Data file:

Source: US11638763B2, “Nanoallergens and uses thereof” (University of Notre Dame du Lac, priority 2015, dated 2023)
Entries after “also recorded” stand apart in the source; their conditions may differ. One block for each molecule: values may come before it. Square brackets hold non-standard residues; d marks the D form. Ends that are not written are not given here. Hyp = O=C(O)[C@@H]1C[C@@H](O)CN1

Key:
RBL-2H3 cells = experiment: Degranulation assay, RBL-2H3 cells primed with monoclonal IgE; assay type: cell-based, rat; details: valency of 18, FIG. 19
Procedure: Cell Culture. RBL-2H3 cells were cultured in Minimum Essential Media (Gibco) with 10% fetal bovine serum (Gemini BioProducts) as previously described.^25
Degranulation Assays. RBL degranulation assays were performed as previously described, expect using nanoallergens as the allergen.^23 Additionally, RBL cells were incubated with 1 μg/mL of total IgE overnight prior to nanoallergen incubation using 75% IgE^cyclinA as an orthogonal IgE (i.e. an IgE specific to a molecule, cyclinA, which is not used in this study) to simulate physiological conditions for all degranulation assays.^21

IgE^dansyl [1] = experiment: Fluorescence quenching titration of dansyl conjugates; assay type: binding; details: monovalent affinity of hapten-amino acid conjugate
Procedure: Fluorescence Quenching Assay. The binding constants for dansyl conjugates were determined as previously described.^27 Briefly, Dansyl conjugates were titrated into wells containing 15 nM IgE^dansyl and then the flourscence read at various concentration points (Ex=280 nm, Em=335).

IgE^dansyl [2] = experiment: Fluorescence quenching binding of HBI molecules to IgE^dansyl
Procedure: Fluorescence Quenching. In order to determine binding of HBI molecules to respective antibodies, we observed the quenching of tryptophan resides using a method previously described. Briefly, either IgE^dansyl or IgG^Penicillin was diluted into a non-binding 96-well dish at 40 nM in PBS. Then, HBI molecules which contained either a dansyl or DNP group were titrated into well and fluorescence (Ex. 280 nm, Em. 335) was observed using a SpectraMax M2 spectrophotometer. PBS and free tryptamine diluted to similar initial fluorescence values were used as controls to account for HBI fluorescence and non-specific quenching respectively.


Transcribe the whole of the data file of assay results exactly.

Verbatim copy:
Source: US11638763B2, “Nanoallergens and uses thereof” (University of Notre Dame du Lac, priority 2015, dated 2023)
Entries after “also recorded” stand apart in the source; their conditions may differ. One block for each molecule: values may come before it. Square brackets hold non-standard residues; d marks the D form. Ends that are not written are not given here. Hyp = O=C(O)[C@@H]1C[C@@H](O)CN1

Key:
RBL-2H3 cells = experiment: Degranulation assay, RBL-2H3 cells primed with monoclonal IgE; assay type: cell-based, rat; details: valency of 18, FIG. 19
Procedure: Cell Culture. RBL-2H3 cells were cultured in Minimum Essential Media (Gibco) with 10% fetal bovine serum (Gemini BioProducts) as previously described.^25
Degranulation Assays. RBL degranulation assays were performed as previously described, expect using nanoallergens as the allergen.^23 Additionally, RBL cells were incubated with 1 μg/mL of total IgE overnight prior to nanoallergen incubation using 75% IgE^cyclinA as an orthogonal IgE (i.e. an IgE specific to a molecule, cyclinA, which is not used in this study) to simulate physiological conditions for all degranulation assays.^21

IgE^dansyl [1] = experiment: Fluorescence quenching titration of dansyl conjugates; assay type: binding; details: monovalent affinity of hapten-amino acid conjugate
Procedure: Fluorescence Quenching Assay. The binding constants for dansyl conjugates were determined as previously described.^27 Briefly, Dansyl conjugates were titrated into wells containing 15 nM IgE^dansyl and then the flourscence read at various concentration points (Ex=280 nm, Em=335).

IgE^dansyl [2] = experiment: Fluorescence quenching binding of HBI molecules to IgE^dansyl
Procedure: Fluorescence Quenching. In order to determine binding of HBI molecules to respective antibodies, we observed the quenching of tryptophan resides using a method previously described. Briefly, either IgE^dansyl or IgG^Penicillin was diluted into a non-binding 96-well dish at 40 nM in PBS. Then, HBI molecules which contained either a dansyl or DNP group were titrated into well and fluorescence (Ex. 280 nm, Em. 335) was observed using a SpectraMax M2 spectrophotometer. PBS and free tryptamine diluted to similar initial fluorescence values were used as controls to account for HBI fluorescence and non-specific quenching respectively.